It doesn’t matter how big your yard is if there is nobody else but you and your dog(s) to socialize in it. Of course, if you have a few dogs, they are all social among themselves. Home is not where they can socialize with other dogs. They need to meet and a great many dogs in their lifetime.
We (our family) play and exercise our dog all day.
Human interaction for dogs is not enough. Dogs have to be involved with other dogs on a regular basis. Dogs need to have dog friends’ more than human playmates. They need to meet at least one new dog every week and interact with.
We are going to get (or we’ve got) a second dog for our first dog to play with and socialize.
It is not the number of dogs that you add to your family at home that is important; it is the amount of time your dog(s) gets involved with other dogs outside of the home.
But my dog (socializes) plays well with our neighbour’s dogs.
This is providing limited socialization and causes the dog to become selective. Of course, dogs will be okay to play and socialize with the dogs they know the most if given the opportunity, but what about the dogs that they have never met? How would they react to them?
We go to our local park and meet the same dogs all the time.
Once again this provides limited socialization. Expanding the socialization group will allow your dog to deal with the unknown and unexpected situations.
We go to local parks and we don’t see other dogs.
Then, drive and go to different parks.
These are just some of the excuses, and trust me there are more. These excuses do not allow your dog to turn into a social, balanced dog.
To better understand what the above excuses mean when not allowing a dog to socialize, let’s use this example:
Just think about this. What happens when you tell a person; “here is a room with enough food, toys, and bedding etc. Go in there and live in it by yourself. We may add another person to keep you company, later on. We will see you in 5 to 10 years from now and hopefully, you will have all the social skills you need to survive the rest of your life and be normal.”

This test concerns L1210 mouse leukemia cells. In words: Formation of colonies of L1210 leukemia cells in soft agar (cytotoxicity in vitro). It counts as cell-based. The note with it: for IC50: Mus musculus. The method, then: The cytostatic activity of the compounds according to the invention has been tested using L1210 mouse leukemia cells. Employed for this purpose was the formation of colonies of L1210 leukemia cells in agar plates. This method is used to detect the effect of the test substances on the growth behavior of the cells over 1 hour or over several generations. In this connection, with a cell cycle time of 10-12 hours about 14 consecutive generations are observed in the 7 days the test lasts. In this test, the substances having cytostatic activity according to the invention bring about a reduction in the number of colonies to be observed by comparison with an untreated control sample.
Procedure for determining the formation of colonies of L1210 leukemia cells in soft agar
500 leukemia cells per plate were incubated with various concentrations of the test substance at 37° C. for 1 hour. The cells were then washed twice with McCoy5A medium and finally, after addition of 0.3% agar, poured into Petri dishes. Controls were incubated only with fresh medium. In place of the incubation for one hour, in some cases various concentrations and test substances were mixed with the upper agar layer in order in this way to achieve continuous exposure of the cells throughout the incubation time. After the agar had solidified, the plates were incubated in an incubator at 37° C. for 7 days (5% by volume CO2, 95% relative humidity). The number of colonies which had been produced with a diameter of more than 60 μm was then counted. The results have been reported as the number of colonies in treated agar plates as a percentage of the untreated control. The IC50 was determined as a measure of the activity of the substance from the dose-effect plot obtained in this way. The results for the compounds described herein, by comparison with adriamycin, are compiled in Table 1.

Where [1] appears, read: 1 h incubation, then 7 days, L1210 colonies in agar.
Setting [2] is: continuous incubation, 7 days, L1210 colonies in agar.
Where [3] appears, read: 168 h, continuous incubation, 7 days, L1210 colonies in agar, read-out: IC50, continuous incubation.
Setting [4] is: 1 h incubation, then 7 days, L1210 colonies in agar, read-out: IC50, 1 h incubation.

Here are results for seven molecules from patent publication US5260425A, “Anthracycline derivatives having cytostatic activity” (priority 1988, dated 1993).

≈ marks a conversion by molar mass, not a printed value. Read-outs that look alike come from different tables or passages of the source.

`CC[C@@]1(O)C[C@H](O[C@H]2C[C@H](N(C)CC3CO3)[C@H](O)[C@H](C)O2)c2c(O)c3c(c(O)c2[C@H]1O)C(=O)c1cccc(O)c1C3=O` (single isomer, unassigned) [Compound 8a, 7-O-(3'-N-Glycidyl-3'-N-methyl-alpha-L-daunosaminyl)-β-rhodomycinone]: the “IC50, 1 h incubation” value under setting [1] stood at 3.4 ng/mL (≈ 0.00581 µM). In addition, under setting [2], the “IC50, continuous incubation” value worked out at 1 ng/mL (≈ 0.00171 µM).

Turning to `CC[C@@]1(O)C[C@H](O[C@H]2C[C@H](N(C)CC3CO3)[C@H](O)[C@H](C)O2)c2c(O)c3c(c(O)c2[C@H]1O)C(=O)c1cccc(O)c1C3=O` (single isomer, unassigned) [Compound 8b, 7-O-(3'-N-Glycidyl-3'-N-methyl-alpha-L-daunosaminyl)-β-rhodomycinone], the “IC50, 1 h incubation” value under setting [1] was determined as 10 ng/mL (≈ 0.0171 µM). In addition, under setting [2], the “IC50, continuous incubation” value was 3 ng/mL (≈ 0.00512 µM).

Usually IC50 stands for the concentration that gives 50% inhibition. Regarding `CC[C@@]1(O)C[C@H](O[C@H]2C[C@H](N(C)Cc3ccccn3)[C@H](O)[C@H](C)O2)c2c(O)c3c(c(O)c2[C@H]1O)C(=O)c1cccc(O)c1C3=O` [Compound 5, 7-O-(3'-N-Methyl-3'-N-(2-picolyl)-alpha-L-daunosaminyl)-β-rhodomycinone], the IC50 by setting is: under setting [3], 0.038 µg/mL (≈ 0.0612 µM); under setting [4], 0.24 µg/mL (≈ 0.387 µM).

Do you expect a human to deal with this situation and be normal? Of course not. The same applies to dogs.
But, how do you socialize dogs? Here are some ideas:
•Simply, set your goal to allow your dog to meet 500 dogs over its lifetime. Not to only look at them from far, but to interact with them. Interaction means: sniffing each other, maybe engaging in play or some sort and having a positive outcome of the meeting.
• Dogs need to go for walks every day, rain or shine, whether you have a busy life or not. If you simply can’t walk your dog on a daily basis then you shouldn’t have a dog in the first place. Dogs need to move and travel every day (walk, sniff, mark, meet others, see things) to keep their minds occupied and active.
•Daily walks are the minimum required activity of a dog and it should be at least 30-45 minutes, depending on your dog’s energy level. The walk should be intense and filled with meeting dogs, training and playing.
•Take your dog for walks in the parks every day to meet other dogs and their owners. You and your dog will benefit from socializing with others.
•Socialization is crucial during the first 9 months of Puppy’s life and it should continue on a regular basis after this time.
•Take your dog to different parks. Don’t just stick to your neighbourhood park. If you live in North Vancouver, you can drive to hundreds of public dog parks. You can walk on a leash or off-leash your dog, as long as they are trained both on a leash and off-leashed.
• Don’t take the favourite toy or ball of your dog when going to the parks. Let your dog play and socialize with other dogs rather than its favourite toy. The toy can be played at home.
•Enrol your dog in a dog daycare/playcare that allows all kinds and sizes of balanced dogs to socialize with each other along with activities rather than just giving basic daily care.
•Invite dog friends to your place or go to theirs for birthday parties and such.
• Attend dog-related events such as agility or flyball trials, pet store demos, pet fairs to let your dog socialize with other dogs and people.
• Sign up for an obedience class. It is never too late to work on or refresh your dog’s obedience skills.
•Try to take your dog anywhere you can, walks, shopping, browsing stores and such.
Dogs are just like clay. They are ready to be moulded to whatever we shape them to be and they will accept it because they are loyal creatures to the point that they even stay loyal to abusive owners.
It is our responsibility to mould them into good dogs. Most aggressive and badly behaving dogs are that way because of their owners. You may have heard that “a bad dog is the result of a bad owner” and that is so true.
Mould them to the right shape and they will be happier and will thank you and love you even more than you hoped for. Dogs will be happier and healthier if we just were able to satisfy their needs. Socialization is one of the few requirements for dogs that help them become good dogs.
If we try to understand dogs and see the world from their point of view, we will have happier and healthier dogs. Let’s try to stop satisfying our needs when it comes to dogs or animals and help them to stay what they are while they spend their short lives with us. Animals were not created for humans, but to live among humans.